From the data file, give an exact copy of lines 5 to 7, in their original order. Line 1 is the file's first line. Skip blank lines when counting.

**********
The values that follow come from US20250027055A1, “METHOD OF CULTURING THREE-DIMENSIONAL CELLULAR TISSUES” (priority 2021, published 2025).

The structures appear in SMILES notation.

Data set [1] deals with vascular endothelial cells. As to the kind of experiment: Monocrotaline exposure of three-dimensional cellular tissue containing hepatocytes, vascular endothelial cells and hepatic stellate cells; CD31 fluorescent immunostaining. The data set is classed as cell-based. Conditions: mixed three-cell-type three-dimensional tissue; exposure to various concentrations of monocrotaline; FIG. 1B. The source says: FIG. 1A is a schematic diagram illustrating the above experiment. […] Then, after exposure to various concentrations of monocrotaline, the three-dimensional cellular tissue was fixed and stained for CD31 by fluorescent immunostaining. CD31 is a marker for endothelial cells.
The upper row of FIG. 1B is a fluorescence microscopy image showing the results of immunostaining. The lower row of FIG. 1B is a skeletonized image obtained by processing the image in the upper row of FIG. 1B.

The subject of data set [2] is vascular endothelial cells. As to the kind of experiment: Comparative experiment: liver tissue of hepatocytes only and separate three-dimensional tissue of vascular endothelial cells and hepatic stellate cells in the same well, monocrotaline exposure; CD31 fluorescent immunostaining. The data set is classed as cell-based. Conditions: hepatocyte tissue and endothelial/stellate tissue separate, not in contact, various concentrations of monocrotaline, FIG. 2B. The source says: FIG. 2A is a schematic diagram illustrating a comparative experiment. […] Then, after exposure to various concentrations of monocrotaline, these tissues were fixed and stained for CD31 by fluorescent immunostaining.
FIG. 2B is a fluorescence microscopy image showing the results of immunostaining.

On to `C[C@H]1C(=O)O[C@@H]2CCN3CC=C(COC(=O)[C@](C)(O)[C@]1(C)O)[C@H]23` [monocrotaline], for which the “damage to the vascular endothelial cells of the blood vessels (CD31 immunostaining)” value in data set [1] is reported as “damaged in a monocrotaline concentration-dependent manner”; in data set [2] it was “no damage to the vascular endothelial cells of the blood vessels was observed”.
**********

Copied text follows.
The subject of data set [2] is vascular endothelial cells. As to the kind of experiment: Comparative experiment: liver tissue of hepatocytes only and separate three-dimensional tissue of vascular endothelial cells and hepatic stellate cells in the same well, monocrotaline exposure; CD31 fluorescent immunostaining. The data set is classed as cell-based. Conditions: hepatocyte tissue and endothelial/stellate tissue separate, not in contact, various concentrations of monocrotaline, FIG. 2B. The source says: FIG. 2A is a schematic diagram illustrating a comparative experiment. […] Then, after exposure to various concentrations of monocrotaline, these tissues were fixed and stained for CD31 by fluorescent immunostaining.
FIG. 2B is a fluorescence microscopy image showing the results of immunostaining.

On to `C[C@H]1C(=O)O[C@@H]2CCN3CC=C(COC(=O)[C@](C)(O)[C@]1(C)O)[C@H]23` [monocrotaline], for which the “damage to the vascular endothelial cells of the blood vessels (CD31 immunostaining)” value in data set [1] is reported as “damaged in a monocrotaline concentration-dependent manner”; in data set [2] it was “no damage to the vascular endothelial cells of the blood vessels was observed”.